How skyrocketing inflation has hit Pakistan’s most vulnerable

With Ramadan approaching, millions of Pakistanis are struggling to put food on the table amid one of country’s worst economic crises.

Labourers keep themselves warm near a fire during a cold morning, as they wait for work at the wholesale grain market in Karachi
Pakistan has been facing a deepening economic crisis [File: Akhtar Soomro/Reuters]

Islamabad, Pakistan – A sick daughter, growing debt and skyrocketing inflation reaching record levels – faced with a situation like this, Sakina Bibi had to make some tough decisions.

“My daughter Sana was recently diagnosed with cancer. I don’t have enough money to get her treated as well as send my son Ali to school. So, I took him out of school, and now he stays at home and looks after his sister, while I do whatever I can,” said the 52-year-old, a maid in Islamabad.

The mother-of-three works at three different houses to try to make ends meet, earning 30,000 rupees a month ($107) – just above Pakistan’s minimum wage of $90.

“Ali is 14, he can go to school later. He can maybe learn to do something. But I cannot lose my firstborn,” said Bibi, who has separated from her husband. “I am under debt of 200,000 rupees ($717) due to her treatment but I must do what I can as a mother to save her.”

Much like Bibi, Ghulam Murtaza Abbasi also had to make difficult calls as Pakistan faces one of the worst economic crises of its history.

The 59-year-old used to be a labourer in his hometown of Murree, a hilly area on the outskirts of Islamabad. But he had to relocate to Islamabad four months ago to work as a security guard to continue supporting his wife and five children.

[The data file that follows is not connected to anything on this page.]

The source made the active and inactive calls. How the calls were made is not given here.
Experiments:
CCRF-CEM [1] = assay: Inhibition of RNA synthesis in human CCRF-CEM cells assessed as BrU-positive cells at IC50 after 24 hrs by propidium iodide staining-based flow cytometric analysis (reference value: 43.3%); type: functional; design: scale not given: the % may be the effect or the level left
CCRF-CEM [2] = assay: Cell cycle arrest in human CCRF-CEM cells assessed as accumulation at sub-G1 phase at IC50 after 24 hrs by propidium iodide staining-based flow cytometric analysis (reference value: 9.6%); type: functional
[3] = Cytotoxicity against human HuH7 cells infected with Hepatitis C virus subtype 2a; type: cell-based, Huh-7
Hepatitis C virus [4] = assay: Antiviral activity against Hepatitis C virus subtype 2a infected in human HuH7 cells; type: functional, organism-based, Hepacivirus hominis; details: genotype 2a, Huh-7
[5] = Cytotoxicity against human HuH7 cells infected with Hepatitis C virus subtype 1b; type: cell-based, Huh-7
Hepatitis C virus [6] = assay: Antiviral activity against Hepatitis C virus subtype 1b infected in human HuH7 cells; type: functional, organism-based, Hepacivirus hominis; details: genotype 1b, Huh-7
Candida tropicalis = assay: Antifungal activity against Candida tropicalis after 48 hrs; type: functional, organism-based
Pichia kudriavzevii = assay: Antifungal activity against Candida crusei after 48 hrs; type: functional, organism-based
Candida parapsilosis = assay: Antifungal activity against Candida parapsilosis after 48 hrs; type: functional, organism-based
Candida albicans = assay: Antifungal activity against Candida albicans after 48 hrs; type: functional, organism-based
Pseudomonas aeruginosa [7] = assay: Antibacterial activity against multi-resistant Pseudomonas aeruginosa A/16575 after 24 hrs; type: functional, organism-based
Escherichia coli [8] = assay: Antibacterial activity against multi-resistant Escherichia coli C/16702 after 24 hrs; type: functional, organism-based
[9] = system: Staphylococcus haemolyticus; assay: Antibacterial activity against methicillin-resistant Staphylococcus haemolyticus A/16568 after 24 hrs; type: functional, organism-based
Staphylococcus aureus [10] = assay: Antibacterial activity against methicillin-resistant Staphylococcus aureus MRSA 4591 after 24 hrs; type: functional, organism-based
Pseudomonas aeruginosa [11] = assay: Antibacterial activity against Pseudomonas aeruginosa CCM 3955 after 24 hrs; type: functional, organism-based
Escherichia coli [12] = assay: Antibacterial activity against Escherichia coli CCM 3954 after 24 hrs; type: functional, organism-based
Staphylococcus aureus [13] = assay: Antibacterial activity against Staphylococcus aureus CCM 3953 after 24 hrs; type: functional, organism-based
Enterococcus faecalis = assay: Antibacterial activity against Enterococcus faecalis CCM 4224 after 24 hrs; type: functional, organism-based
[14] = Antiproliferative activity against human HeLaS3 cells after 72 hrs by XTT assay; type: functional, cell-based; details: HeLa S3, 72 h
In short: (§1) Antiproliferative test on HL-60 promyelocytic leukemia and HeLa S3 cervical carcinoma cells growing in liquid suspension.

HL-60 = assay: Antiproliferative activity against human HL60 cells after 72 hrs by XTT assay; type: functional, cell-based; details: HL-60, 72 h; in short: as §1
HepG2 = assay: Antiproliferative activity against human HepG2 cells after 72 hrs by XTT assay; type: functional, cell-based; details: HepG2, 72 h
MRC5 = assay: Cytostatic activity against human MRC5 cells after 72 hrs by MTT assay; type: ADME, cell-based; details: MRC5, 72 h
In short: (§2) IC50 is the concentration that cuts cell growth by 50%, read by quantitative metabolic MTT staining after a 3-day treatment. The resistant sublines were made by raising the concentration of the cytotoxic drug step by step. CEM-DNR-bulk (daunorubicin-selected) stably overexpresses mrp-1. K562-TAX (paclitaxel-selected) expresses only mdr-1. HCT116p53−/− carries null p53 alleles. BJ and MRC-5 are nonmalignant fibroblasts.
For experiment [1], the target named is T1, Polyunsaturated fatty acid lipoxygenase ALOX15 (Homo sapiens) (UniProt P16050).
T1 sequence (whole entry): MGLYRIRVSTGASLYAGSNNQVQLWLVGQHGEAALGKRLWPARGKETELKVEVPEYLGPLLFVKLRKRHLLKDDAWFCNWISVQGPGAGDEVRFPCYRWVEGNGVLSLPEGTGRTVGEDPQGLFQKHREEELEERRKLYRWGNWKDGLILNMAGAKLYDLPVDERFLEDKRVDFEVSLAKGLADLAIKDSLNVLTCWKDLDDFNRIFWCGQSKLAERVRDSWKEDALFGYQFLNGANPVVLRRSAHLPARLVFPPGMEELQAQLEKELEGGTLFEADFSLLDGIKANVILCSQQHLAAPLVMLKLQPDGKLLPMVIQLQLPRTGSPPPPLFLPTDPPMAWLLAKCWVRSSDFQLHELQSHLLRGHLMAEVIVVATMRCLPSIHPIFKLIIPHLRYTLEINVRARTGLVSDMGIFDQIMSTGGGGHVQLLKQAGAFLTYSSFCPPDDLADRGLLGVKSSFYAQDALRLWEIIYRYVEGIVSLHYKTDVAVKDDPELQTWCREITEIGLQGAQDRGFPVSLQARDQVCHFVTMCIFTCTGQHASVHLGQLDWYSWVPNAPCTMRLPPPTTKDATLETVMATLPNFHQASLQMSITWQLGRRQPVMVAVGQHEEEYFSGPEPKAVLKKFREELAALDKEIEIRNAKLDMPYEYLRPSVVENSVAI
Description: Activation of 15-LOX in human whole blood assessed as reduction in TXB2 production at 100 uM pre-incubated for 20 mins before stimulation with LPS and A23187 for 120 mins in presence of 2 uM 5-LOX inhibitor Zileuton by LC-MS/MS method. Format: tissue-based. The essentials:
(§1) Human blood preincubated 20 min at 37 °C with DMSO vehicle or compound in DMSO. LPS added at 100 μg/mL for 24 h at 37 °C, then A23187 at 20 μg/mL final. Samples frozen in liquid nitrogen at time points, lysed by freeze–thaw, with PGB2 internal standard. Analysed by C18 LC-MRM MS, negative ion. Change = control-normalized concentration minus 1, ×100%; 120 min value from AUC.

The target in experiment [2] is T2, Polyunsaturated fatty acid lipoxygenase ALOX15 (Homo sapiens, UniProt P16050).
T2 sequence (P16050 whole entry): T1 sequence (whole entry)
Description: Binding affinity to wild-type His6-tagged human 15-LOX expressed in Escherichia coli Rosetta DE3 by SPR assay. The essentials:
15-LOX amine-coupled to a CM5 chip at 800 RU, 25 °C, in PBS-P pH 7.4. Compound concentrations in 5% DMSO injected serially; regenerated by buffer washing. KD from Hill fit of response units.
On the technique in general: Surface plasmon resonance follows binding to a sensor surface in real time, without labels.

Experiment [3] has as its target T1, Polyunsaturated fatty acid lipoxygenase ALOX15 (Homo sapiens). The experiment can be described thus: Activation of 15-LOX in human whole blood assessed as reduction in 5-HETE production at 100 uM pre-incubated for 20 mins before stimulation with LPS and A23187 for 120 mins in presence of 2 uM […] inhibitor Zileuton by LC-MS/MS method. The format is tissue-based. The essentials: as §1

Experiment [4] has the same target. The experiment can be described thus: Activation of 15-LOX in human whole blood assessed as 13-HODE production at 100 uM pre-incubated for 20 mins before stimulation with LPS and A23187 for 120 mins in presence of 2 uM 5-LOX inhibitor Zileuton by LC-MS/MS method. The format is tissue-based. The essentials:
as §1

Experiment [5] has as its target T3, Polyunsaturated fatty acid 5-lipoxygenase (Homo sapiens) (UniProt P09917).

He found a job at a petrol station, a post which he admits he got only through the help of an acquaintance. “Otherwise, who would give job to a frail, old man,” he said.

Abbasi works seven days a week and earns a monthly salary of 28,000 rupees ($100), 70 percent of which he sends to his family back in Murree. He said he would not go home for Eid al-Fitr – the Muslim festival marking the end of the upcoming fasting month of Ramadan – to continue earning money for his family.

“There is no off days for us,” he said.

“I am lucky that the company provides us accommodation, otherwise I’d be left with nothing. Even now, only three of my children go to school because I cannot afford to send the other two.”

Just two weeks before the start of Ramadan, Bibi and Abbasi are among the millions of Pakistanis toiling to put food on the table amid a deepening cost of living crisis that has hit the country of 220 million people.

Struggling to keep the economy afloat, the government has been desperate to reach an agreement with the International Monetary Fund (IMF) to resume a $6.5bn loan programme that has been essentially suspended since last November. The IMF has put forward a set of demands for the release of a $1.1bn instalment that includes the liberalisation of the exchange rate, the removal of subsidies in various sectors and raising taxes.

The two sides held formal negotiations for 10 days in early February, and the government has gradually fulfilled most of the conditions set by the fund. However, in a country where about a quarter of the population lived below the poverty line even before the current crisis, many are struggling to meet their basic needs.